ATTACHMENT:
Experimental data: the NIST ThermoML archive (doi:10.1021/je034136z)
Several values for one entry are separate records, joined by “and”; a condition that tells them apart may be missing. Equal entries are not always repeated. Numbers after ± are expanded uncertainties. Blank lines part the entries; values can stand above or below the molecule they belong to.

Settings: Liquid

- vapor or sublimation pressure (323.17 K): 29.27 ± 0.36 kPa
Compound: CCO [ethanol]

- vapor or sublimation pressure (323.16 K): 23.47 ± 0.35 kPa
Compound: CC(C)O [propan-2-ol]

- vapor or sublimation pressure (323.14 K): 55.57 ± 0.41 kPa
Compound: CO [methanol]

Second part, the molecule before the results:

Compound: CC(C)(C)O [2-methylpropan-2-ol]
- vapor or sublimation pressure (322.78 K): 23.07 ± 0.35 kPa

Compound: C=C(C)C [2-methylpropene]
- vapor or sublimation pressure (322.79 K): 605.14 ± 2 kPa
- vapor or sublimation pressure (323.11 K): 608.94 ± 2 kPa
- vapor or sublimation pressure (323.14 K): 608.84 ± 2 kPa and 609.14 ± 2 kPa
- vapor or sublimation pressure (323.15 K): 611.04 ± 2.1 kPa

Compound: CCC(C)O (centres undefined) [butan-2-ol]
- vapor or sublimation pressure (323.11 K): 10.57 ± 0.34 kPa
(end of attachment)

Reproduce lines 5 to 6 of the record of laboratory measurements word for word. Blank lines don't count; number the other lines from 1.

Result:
Compound: CCO [ethanol]

- vapor or sublimation pressure (323.16 K): 23.47 ± 0.35 kPa